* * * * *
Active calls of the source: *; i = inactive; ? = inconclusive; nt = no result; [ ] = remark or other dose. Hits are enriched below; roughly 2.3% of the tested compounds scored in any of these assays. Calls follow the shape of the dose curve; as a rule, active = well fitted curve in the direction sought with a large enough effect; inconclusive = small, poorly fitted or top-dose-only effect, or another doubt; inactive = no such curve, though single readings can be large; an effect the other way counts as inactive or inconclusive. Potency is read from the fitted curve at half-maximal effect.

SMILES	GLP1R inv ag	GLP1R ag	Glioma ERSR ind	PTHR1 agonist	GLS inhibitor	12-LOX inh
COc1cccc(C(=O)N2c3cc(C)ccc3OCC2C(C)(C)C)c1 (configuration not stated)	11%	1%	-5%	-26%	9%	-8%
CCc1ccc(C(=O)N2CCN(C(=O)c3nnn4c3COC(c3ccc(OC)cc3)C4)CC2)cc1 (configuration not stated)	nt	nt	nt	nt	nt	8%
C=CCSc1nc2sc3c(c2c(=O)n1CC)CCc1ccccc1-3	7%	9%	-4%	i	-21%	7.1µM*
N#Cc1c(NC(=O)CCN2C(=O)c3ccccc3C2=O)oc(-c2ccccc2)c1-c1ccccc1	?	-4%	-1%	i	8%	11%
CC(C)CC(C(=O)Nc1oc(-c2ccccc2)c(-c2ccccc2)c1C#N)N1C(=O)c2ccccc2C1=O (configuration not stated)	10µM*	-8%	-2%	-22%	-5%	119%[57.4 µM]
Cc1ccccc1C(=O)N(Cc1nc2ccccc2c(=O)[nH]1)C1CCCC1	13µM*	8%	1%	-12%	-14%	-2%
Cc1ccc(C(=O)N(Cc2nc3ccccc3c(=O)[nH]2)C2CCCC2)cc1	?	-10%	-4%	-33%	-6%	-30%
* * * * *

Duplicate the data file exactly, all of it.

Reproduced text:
Active calls of the source: *; i = inactive; ? = inconclusive; nt = no result; [ ] = remark or other dose. Hits are enriched below; roughly 2.3% of the tested compounds scored in any of these assays. Calls follow the shape of the dose curve; as a rule, active = well fitted curve in the direction sought with a large enough effect; inconclusive = small, poorly fitted or top-dose-only effect, or another doubt; inactive = no such curve, though single readings can be large; an effect the other way counts as inactive or inconclusive. Potency is read from the fitted curve at half-maximal effect.

SMILES	GLP1R inv ag	GLP1R ag	Glioma ERSR ind	PTHR1 agonist	GLS inhibitor	12-LOX inh
COc1cccc(C(=O)N2c3cc(C)ccc3OCC2C(C)(C)C)c1 (configuration not stated)	11%	1%	-5%	-26%	9%	-8%
CCc1ccc(C(=O)N2CCN(C(=O)c3nnn4c3COC(c3ccc(OC)cc3)C4)CC2)cc1 (configuration not stated)	nt	nt	nt	nt	nt	8%
C=CCSc1nc2sc3c(c2c(=O)n1CC)CCc1ccccc1-3	7%	9%	-4%	i	-21%	7.1µM*
N#Cc1c(NC(=O)CCN2C(=O)c3ccccc3C2=O)oc(-c2ccccc2)c1-c1ccccc1	?	-4%	-1%	i	8%	11%
CC(C)CC(C(=O)Nc1oc(-c2ccccc2)c(-c2ccccc2)c1C#N)N1C(=O)c2ccccc2C1=O (configuration not stated)	10µM*	-8%	-2%	-22%	-5%	119%[57.4 µM]
Cc1ccccc1C(=O)N(Cc1nc2ccccc2c(=O)[nH]1)C1CCCC1	13µM*	8%	1%	-12%	-14%	-2%
Cc1ccc(C(=O)N(Cc2nc3ccccc3c(=O)[nH]2)C2CCCC2)cc1	?	-10%	-4%	-33%	-6%	-30%